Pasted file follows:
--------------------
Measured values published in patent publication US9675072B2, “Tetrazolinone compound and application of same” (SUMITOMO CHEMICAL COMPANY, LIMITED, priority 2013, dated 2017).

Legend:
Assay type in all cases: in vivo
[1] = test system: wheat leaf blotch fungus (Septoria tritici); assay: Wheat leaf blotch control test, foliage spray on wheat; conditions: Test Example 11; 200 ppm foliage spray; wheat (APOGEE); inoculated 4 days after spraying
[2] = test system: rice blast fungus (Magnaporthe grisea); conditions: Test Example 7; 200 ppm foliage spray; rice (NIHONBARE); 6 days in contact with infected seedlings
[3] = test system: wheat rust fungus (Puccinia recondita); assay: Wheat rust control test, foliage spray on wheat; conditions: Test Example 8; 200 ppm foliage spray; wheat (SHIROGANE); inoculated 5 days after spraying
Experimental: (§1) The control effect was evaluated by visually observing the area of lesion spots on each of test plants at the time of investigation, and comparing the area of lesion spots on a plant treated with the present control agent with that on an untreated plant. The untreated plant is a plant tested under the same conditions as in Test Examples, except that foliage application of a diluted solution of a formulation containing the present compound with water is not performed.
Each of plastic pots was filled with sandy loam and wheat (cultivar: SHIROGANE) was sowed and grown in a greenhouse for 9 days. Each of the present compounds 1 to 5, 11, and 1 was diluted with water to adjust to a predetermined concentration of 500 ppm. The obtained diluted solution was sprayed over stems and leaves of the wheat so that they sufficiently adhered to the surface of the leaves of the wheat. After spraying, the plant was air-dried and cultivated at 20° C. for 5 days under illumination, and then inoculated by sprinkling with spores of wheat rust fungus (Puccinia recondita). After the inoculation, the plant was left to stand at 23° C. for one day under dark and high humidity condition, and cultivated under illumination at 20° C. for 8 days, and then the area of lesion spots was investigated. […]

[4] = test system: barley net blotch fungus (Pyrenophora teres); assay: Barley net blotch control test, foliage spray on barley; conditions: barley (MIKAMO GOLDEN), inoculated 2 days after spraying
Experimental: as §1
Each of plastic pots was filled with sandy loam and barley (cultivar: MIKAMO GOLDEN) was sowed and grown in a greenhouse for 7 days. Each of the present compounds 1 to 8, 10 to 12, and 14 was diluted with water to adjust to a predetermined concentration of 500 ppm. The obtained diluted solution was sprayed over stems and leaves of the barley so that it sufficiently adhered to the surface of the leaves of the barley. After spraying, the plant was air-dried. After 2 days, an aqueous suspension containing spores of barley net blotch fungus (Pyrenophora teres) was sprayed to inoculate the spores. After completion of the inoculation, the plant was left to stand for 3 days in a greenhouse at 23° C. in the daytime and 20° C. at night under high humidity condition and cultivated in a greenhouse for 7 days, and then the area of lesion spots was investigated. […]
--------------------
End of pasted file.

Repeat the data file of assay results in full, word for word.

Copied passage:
Measured values published in patent publication US9675072B2, “Tetrazolinone compound and application of same” (SUMITOMO CHEMICAL COMPANY, LIMITED, priority 2013, dated 2017).

Legend:
Assay type in all cases: in vivo
[1] = test system: wheat leaf blotch fungus (Septoria tritici); assay: Wheat leaf blotch control test, foliage spray on wheat; conditions: Test Example 11; 200 ppm foliage spray; wheat (APOGEE); inoculated 4 days after spraying
[2] = test system: rice blast fungus (Magnaporthe grisea); conditions: Test Example 7; 200 ppm foliage spray; rice (NIHONBARE); 6 days in contact with infected seedlings
[3] = test system: wheat rust fungus (Puccinia recondita); assay: Wheat rust control test, foliage spray on wheat; conditions: Test Example 8; 200 ppm foliage spray; wheat (SHIROGANE); inoculated 5 days after spraying
Experimental: (§1) The control effect was evaluated by visually observing the area of lesion spots on each of test plants at the time of investigation, and comparing the area of lesion spots on a plant treated with the present control agent with that on an untreated plant. The untreated plant is a plant tested under the same conditions as in Test Examples, except that foliage application of a diluted solution of a formulation containing the present compound with water is not performed.
Each of plastic pots was filled with sandy loam and wheat (cultivar: SHIROGANE) was sowed and grown in a greenhouse for 9 days. Each of the present compounds 1 to 5, 11, and 1 was diluted with water to adjust to a predetermined concentration of 500 ppm. The obtained diluted solution was sprayed over stems and leaves of the wheat so that they sufficiently adhered to the surface of the leaves of the wheat. After spraying, the plant was air-dried and cultivated at 20° C. for 5 days under illumination, and then inoculated by sprinkling with spores of wheat rust fungus (Puccinia recondita). After the inoculation, the plant was left to stand at 23° C. for one day under dark and high humidity condition, and cultivated under illumination at 20° C. for 8 days, and then the area of lesion spots was investigated. […]

[4] = test system: barley net blotch fungus (Pyrenophora teres); assay: Barley net blotch control test, foliage spray on barley; conditions: barley (MIKAMO GOLDEN), inoculated 2 days after spraying
Experimental: as §1
Each of plastic pots was filled with sandy loam and barley (cultivar: MIKAMO GOLDEN) was sowed and grown in a greenhouse for 7 days. Each of the present compounds 1 to 8, 10 to 12, and 14 was diluted with water to adjust to a predetermined concentration of 500 ppm. The obtained diluted solution was sprayed over stems and leaves of the barley so that it sufficiently adhered to the surface of the leaves of the barley. After spraying, the plant was air-dried. After 2 days, an aqueous suspension containing spores of barley net blotch fungus (Pyrenophora teres) was sprayed to inoculate the spores. After completion of the inoculation, the plant was left to stand for 3 days in a greenhouse at 23° C. in the daytime and 20° C. at night under high humidity condition and cultivated in a greenhouse for 7 days, and then the area of lesion spots was investigated. […]